Public and private sector pay gap shrinks

The pay gap between workers in the public and private sector has always been significant, especially in Ireland. This divide is not common in many other countries in the European Union, which is why Irish government officials and economists have been extremely diligent in tracking the changes over time. Although there is usually a difference, Ireland has in the past decade faced a 46pc inequality; this was at the peak. 

In general, the Irish public sector has proven to be paying more and growing quicker than the private sector. This is interesting, given that the public sector is owned and operated by or within the federal, county or local governments.

 The private sector is companies that have no governmental ties, and allow the privately owned establishments to set their own wages; some examples of this are corporations, both in not for profit and profit, and partnerships. 

The Central Statistics Office reported in 2018 that state workers on average earned around €947 a week, which at the end of the year would total just around €49,390. People doing similar jobs in …

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The tax of Regulation

It is worth noting that the constant calls for ‘Regulation’ are partly flawed, on one hand we do need more regulation, such as regulation of our Government agencies who can’t control their spending, regulation and accountability of our regulator, and of course (most importantly), some regulation of central banks who’s ability to keep rates too low and aid in the creation of money is closely linked with every major boom/bust in the last 100 years.

However, further regulation on financial services companies, and in particular small financial companies is not going to achieve the very aim it sets out to do, namely that of protecting consumers. It would be far better to have an ombudsman and regulator with teeth than to look for more laws that can be broken without retribution [in this respect banks have broken strict rules with almost total impunity].

Financial services are also a zero VAT business, this means that while we pay 21.5% VAT for everything we receive, we cannot charge VAT to our clients, thus, all of our …

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GO TO JAIL! Do not pass go, do not collect €200 million

The talk of ‘Economic Treason’ and calling for the heads of every banker are sadly starting to gain more and more traction, all of this is happening without concrete evidence thus far of exactly ‘who’ we are chasing and ‘for what’ specifically, largely the financial leaders greed is central to accusations of wrongdoing, and while greed may not be morally acceptable to right thinking individuals it is not actually a crime.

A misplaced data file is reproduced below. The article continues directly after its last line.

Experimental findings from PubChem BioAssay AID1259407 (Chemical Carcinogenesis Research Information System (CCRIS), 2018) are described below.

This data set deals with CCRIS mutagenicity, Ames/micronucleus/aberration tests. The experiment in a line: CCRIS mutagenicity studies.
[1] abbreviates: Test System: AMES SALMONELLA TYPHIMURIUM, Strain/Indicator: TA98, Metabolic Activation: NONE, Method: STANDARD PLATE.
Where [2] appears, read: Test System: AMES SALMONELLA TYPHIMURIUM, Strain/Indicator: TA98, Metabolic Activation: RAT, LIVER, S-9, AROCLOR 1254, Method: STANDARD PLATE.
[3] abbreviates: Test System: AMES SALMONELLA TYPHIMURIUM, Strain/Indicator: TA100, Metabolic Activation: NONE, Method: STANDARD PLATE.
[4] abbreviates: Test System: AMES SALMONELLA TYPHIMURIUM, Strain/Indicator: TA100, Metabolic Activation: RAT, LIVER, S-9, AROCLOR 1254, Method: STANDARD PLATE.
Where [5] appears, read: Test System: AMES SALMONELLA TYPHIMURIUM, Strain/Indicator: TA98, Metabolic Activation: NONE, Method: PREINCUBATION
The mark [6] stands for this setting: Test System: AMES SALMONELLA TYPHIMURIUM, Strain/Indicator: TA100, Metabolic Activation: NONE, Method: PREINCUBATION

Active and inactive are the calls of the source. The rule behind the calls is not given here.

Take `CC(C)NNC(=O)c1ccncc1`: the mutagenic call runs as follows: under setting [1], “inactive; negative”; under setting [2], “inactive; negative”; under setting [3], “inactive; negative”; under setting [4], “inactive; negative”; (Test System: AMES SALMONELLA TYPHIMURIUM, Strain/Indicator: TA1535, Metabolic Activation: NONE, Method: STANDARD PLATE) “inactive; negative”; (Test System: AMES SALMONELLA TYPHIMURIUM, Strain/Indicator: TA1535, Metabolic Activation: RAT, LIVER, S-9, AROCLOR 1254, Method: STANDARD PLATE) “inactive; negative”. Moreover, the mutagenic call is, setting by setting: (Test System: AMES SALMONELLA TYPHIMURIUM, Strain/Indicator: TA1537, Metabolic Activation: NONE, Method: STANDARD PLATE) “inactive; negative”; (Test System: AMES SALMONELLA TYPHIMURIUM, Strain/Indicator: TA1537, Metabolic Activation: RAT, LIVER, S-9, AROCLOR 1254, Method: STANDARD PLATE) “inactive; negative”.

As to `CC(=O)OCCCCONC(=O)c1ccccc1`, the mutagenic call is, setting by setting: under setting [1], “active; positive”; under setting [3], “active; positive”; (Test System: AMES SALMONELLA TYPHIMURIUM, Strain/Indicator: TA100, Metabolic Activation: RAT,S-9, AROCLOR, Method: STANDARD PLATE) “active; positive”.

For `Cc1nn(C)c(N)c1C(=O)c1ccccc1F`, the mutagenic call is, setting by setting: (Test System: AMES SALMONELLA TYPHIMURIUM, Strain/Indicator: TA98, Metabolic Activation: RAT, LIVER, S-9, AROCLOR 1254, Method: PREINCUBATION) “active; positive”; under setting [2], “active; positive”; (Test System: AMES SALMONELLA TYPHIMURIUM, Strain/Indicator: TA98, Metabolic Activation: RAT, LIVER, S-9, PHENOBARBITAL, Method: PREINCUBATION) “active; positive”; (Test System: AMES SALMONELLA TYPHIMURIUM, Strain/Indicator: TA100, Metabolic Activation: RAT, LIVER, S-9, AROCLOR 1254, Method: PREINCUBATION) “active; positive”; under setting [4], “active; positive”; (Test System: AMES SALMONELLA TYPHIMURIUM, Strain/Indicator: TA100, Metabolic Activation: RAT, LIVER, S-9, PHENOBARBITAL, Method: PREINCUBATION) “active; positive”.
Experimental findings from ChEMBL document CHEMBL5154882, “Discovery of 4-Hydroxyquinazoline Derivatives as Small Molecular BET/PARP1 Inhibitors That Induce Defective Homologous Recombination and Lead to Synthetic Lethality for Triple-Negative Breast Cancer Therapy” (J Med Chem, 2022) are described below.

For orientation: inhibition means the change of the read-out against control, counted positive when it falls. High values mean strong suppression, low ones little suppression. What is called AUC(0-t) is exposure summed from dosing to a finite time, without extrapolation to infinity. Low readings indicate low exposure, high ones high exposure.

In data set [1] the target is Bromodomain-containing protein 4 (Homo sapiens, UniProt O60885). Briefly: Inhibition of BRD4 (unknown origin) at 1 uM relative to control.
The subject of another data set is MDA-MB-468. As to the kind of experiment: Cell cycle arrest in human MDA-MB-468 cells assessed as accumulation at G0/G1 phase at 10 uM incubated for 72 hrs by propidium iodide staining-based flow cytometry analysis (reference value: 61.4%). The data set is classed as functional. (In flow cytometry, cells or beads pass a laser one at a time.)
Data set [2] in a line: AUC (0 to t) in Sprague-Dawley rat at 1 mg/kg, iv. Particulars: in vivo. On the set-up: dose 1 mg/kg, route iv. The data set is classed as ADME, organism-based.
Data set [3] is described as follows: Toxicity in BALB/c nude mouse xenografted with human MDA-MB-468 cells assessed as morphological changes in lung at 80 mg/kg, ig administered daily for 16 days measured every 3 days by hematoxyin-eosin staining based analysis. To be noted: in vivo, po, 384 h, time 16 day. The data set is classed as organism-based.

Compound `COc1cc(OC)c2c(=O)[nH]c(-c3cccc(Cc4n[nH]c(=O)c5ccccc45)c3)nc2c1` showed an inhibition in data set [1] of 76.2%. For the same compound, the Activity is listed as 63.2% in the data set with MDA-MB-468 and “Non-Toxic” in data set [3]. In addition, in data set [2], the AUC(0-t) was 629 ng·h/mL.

The FT recently had an article showing that executive pay misguided but that it didn’t make them criminal by nature, stupidity is an ‘equal opportuntities’ trait. It is important that every person in finance is not villified for what was something that all of society played a part in.

One question nobody is asking is ‘what part did I play in this?’, as a brokerage we are culpable, as a consumer I am personally culpable and as a citizen I will be paying for mistakes made on both …

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Trade Unions and recessions, why they should not be considered.

Trade Unions, by definition are not academic organisations dedicated towards finding working solutions for the economy, rather they are protectionist in nature, specifically towards their members, which is why I am constantly surprised by the media leverage they achieve in various ‘solutions’ they arrive at for the current crisis.

To put it simply, Trade Unions are to economic progress as Kryptonite is to Superman. The wage deflation required to restore a working status-quo in our nation will not be achieved with increments, or guarantees of high wages, rather the inverse is true, now more than ever there is an argument for removing the minimum wage and allowing employment to find its own level, alternatively we can tax ourselves into oblivion and support artificially long dole queues and public spending.

‘Artificially’? How? Simply put, there are many people now who would likely show up to work for eight Euro an hour, and there are perhaps employers who would be happy to pay this to them, but the minimum wage …

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